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During the intra-Protestant controversies in Germany and Switzerland in the sixteenth and seventeenth centuries, Lutherans were called evangelical and Calvinists were called reformed. The Evangelical Church is the official name of the church formed in Germany by the union of Lutherans and Calvinists. In England a movement in the eighteenth century formed under the leadership of John and Charles Wesley and George Whitfield was called indiscriminately "methodist" or "evangelical." English evangelical teaching was characterized by emphasis on atoning sanctification and marked by "enthusiasm." Evangelicals who remained within the Church of England formed an evangelical or low church party, often at odds with the Laudian, catholic, or high church party.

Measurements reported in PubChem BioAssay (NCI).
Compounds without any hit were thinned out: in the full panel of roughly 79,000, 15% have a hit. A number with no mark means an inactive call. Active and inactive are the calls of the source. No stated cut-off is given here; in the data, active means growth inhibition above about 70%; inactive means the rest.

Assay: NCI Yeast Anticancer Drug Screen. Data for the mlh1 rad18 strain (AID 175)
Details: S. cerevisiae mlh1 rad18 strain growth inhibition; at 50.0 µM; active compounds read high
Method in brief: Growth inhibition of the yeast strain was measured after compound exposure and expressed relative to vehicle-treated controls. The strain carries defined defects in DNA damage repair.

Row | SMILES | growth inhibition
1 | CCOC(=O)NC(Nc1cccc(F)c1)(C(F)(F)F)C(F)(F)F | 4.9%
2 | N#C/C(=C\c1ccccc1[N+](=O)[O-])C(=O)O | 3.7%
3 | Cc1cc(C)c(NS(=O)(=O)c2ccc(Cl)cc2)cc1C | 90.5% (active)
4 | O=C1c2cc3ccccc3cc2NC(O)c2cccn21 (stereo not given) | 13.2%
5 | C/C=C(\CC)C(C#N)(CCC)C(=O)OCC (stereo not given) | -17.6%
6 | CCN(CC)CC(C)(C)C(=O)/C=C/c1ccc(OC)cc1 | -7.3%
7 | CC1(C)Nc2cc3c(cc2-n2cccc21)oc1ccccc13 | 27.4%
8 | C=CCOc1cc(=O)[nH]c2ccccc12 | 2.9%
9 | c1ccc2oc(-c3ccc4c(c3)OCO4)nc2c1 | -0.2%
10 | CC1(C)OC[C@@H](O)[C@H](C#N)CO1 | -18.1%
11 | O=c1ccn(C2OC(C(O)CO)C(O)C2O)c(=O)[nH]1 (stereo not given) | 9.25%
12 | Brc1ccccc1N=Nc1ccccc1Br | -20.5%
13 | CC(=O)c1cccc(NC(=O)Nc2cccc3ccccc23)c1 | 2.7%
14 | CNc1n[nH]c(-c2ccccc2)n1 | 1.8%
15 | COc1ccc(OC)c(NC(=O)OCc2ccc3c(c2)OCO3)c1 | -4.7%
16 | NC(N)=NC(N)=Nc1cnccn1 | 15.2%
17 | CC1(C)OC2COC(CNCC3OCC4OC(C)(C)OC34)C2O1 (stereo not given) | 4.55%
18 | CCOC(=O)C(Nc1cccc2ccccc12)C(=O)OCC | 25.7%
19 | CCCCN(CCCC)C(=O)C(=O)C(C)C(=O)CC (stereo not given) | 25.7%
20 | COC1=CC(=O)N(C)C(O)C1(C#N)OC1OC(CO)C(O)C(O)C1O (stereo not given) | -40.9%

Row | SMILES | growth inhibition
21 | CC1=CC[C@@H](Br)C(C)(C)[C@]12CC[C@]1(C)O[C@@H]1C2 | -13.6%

Glossary definitions provided courtesy of Church Publishing Incorporated, New York, NY,(All Rights reserved) from "An Episcopal Dictionary of the Church, A User Friendly Reference for Episcopalians," Don S. Armentrout and Robert Boak Slocum, editors.
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ECCC Annual Conference
1/22/2012  - 1/27/2012    - Camp McDowell, AL

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Why Serve 2012
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